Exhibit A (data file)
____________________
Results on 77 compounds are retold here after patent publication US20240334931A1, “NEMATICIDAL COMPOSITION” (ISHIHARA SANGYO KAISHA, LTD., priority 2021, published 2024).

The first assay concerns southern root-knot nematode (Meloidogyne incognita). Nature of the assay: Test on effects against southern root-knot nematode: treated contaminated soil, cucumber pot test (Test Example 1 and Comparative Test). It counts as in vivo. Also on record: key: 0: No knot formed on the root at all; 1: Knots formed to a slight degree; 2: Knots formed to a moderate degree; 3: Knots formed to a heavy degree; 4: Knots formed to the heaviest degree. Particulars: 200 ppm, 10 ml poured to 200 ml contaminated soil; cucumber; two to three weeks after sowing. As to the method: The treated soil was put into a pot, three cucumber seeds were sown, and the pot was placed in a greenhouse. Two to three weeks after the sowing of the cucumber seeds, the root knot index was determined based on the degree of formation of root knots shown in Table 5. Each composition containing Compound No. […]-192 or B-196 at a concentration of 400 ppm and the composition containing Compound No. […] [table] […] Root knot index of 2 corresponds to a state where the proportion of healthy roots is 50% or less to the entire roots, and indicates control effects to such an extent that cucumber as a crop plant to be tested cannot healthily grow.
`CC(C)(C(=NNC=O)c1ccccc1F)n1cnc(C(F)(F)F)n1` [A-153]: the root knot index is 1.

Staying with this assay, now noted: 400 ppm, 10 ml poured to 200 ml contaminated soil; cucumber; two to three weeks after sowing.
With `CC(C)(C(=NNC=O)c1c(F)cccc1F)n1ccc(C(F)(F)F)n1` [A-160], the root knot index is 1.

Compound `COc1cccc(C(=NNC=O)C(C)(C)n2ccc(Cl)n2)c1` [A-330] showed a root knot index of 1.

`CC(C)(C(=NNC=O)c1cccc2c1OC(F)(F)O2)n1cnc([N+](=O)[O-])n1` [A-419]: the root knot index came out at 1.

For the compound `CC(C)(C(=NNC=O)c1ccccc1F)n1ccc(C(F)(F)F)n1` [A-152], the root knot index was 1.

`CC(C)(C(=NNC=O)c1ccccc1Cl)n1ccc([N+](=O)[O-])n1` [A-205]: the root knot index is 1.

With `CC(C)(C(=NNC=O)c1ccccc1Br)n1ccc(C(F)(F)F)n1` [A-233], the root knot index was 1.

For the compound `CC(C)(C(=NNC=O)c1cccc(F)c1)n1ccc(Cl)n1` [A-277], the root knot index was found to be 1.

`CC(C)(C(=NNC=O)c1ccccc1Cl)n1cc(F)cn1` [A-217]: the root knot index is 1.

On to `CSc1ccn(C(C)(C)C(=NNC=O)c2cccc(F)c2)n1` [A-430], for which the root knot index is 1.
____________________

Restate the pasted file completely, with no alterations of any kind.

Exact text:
Results on 77 compounds are retold here after patent publication US20240334931A1, “NEMATICIDAL COMPOSITION” (ISHIHARA SANGYO KAISHA, LTD., priority 2021, published 2024).

The first assay concerns southern root-knot nematode (Meloidogyne incognita). Nature of the assay: Test on effects against southern root-knot nematode: treated contaminated soil, cucumber pot test (Test Example 1 and Comparative Test). It counts as in vivo. Also on record: key: 0: No knot formed on the root at all; 1: Knots formed to a slight degree; 2: Knots formed to a moderate degree; 3: Knots formed to a heavy degree; 4: Knots formed to the heaviest degree. Particulars: 200 ppm, 10 ml poured to 200 ml contaminated soil; cucumber; two to three weeks after sowing. As to the method: The treated soil was put into a pot, three cucumber seeds were sown, and the pot was placed in a greenhouse. Two to three weeks after the sowing of the cucumber seeds, the root knot index was determined based on the degree of formation of root knots shown in Table 5. Each composition containing Compound No. […]-192 or B-196 at a concentration of 400 ppm and the composition containing Compound No. […] [table] […] Root knot index of 2 corresponds to a state where the proportion of healthy roots is 50% or less to the entire roots, and indicates control effects to such an extent that cucumber as a crop plant to be tested cannot healthily grow.
`CC(C)(C(=NNC=O)c1ccccc1F)n1cnc(C(F)(F)F)n1` [A-153]: the root knot index is 1.

Staying with this assay, now noted: 400 ppm, 10 ml poured to 200 ml contaminated soil; cucumber; two to three weeks after sowing.
With `CC(C)(C(=NNC=O)c1c(F)cccc1F)n1ccc(C(F)(F)F)n1` [A-160], the root knot index is 1.

Compound `COc1cccc(C(=NNC=O)C(C)(C)n2ccc(Cl)n2)c1` [A-330] showed a root knot index of 1.

`CC(C)(C(=NNC=O)c1cccc2c1OC(F)(F)O2)n1cnc([N+](=O)[O-])n1` [A-419]: the root knot index came out at 1.

For the compound `CC(C)(C(=NNC=O)c1ccccc1F)n1ccc(C(F)(F)F)n1` [A-152], the root knot index was 1.

`CC(C)(C(=NNC=O)c1ccccc1Cl)n1ccc([N+](=O)[O-])n1` [A-205]: the root knot index is 1.

With `CC(C)(C(=NNC=O)c1ccccc1Br)n1ccc(C(F)(F)F)n1` [A-233], the root knot index was 1.

For the compound `CC(C)(C(=NNC=O)c1cccc(F)c1)n1ccc(Cl)n1` [A-277], the root knot index was found to be 1.

`CC(C)(C(=NNC=O)c1ccccc1Cl)n1cc(F)cn1` [A-217]: the root knot index is 1.

On to `CSc1ccn(C(C)(C)C(=NNC=O)c2cccc(F)c2)n1` [A-430], for which the root knot index is 1.